My 22-year-old son spent much of the day Sunday shuttling back-and-forth between our house and his new abode, toting clothes and books and electric guitars. I knew he was leaving for good when I saw him toting his computer out in a laundry basket. Where the computer is, Colin will follow.
But there’s quite a bit of him still at home, too. Colin might’ve taken his mattress, but his box spring is still here. He took most of his hangers, but oddly left most of his clothes. I saw he’d set up a litter box in his new casa. And yet we still have the cat.
I’m really, really hoping there’s still a litter box over at our house, too.
When some folks leave home, they leave home, only to return for the occasional Thanksgiving. I was a little like that. One summer between my college junior and senior year, I got married, packed up my stuff and moved—making a massive leap from my childhood and into my new “adult” life. By the time I was Colin’s age, I had a child of my own. His name was, of course, Colin.
I think those sorts of sharp breaks between childhood and adulthood are less common today. Often, it seems more like a taffy pull, where children and parents are slowly drawn apart over months or years or even longer. And even when the pull is complete, it has a way of reversing itself The twenty-somethings of today are sometimes called the Boomerang Generation—returning home because of an irksome economy or change in lifestyle or (I’d like to think) because they just miss their moms and dads.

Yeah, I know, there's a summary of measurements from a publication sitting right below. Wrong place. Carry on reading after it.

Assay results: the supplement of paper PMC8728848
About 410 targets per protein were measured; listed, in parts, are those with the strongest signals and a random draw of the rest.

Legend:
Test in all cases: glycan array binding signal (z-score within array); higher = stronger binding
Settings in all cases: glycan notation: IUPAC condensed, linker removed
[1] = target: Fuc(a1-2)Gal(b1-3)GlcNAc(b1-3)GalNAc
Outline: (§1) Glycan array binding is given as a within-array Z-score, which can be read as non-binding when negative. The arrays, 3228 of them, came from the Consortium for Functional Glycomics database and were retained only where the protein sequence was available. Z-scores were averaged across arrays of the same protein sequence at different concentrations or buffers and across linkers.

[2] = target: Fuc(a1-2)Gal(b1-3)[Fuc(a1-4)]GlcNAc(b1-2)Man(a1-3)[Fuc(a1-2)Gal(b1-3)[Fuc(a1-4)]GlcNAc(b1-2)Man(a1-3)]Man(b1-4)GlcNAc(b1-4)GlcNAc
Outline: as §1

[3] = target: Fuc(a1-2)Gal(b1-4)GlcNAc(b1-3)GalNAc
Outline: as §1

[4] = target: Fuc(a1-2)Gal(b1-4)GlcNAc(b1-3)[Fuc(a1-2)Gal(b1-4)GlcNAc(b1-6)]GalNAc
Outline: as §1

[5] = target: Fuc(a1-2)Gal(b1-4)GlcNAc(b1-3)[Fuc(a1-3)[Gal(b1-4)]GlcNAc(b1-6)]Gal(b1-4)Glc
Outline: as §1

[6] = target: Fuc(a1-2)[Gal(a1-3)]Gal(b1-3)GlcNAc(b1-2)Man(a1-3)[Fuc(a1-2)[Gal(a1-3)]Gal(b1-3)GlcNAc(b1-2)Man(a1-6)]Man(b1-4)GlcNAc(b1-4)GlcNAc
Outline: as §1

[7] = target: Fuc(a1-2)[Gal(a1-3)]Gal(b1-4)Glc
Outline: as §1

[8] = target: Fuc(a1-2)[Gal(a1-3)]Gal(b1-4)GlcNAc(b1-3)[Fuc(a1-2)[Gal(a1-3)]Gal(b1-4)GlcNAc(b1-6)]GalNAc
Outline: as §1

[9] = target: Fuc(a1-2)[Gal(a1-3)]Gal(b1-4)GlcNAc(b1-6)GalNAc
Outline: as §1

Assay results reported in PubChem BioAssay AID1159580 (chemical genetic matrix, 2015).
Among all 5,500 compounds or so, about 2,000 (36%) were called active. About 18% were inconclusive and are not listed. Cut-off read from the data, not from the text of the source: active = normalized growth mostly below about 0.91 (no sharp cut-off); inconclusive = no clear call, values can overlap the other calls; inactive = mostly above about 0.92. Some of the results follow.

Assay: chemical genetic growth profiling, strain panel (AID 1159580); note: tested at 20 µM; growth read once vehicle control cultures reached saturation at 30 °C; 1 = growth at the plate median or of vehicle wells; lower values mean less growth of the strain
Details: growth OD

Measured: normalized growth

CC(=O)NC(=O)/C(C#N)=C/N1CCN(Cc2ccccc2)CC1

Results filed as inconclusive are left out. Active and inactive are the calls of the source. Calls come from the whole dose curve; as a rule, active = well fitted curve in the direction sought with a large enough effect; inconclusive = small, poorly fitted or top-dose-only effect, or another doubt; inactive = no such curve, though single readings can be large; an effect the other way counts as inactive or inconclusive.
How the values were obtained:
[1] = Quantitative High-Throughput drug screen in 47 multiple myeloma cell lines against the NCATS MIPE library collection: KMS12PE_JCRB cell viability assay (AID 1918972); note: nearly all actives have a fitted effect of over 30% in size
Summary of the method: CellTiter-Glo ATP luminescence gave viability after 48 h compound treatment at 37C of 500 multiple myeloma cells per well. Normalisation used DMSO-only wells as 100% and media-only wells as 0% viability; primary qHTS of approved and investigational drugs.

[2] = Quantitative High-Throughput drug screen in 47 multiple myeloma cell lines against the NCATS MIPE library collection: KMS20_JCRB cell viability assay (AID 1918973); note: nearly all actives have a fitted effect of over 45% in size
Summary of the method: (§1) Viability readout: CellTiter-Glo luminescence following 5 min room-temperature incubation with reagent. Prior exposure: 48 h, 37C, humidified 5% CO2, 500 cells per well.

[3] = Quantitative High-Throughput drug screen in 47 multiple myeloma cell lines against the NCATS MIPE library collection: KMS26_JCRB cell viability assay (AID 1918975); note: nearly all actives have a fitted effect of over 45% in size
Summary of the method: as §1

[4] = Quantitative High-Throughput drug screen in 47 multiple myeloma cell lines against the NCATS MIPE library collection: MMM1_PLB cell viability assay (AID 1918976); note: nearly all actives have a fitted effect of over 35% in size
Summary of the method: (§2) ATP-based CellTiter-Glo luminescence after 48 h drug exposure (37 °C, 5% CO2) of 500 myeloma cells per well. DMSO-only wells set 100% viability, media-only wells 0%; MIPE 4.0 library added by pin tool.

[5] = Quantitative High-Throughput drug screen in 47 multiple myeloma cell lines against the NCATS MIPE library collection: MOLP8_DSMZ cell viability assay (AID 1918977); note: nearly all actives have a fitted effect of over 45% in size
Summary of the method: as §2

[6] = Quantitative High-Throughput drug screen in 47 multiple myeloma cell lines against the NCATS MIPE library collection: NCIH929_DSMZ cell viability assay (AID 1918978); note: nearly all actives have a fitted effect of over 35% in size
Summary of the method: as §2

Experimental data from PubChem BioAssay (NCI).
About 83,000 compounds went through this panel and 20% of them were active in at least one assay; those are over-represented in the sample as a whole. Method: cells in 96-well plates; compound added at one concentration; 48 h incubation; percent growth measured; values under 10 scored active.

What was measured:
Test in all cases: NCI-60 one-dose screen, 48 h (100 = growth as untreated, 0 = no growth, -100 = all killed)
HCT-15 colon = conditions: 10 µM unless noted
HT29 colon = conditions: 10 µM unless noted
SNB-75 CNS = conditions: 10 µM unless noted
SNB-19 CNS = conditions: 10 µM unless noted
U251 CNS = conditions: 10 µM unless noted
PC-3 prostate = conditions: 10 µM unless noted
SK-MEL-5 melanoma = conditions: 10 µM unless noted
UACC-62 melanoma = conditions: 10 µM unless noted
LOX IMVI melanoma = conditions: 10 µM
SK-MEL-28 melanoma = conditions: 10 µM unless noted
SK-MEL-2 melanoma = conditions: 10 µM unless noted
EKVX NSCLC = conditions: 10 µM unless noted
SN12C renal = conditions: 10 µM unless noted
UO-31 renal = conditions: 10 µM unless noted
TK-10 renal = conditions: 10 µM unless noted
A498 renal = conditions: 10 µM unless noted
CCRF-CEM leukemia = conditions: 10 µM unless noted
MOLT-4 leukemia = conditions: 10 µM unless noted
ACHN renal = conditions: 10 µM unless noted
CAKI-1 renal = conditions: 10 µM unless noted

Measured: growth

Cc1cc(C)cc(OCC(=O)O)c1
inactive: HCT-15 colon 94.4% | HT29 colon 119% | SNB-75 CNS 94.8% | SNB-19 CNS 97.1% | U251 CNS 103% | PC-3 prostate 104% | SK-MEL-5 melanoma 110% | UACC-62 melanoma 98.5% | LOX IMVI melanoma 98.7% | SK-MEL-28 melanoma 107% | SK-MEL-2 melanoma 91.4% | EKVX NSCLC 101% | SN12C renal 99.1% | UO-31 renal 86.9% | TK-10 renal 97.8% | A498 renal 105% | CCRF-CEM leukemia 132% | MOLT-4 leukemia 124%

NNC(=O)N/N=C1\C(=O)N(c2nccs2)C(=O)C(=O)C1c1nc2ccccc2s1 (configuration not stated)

And while I know there are folks who’d disagree with me, I think the taffy pull mode of parent-child separation is better. Healthier. After all, kids don’t wake up one day and poof! They’re mature, discerning adults. It’s a process. People grow up in stages. Scientists say that even if you’re body’s fully mature by 16, your mind’s not until 25 or so. Youth may look grown up. They may even think they’re grown up. But sometimes, they could still use a parent in their lives.
And frankly, it’s easier on the parents, too. Or, at least, it’s easier on parents like me.
In a way, I’m excited that Colin’s moving out: Excited for him and this new chapter in his life. Excited for me, because I get my basement back. We’re both ready for this. Plus, it’s not like he’s really leaving. Colin remains in town, and we’ll see him often. Just not every day.
And yet, in some ways, the move feels too soon. In some ways, 22 years doesn’t feel like quite enough. Colin may be a man or on his way to becoming one. But he’s still my boy. He always will be.
Over the next week or so, Colin will take the rest of his stuff. The box spring. The clothes. The cat. Hopefully.
And yet, part of him will still be here. Part of him will never leave.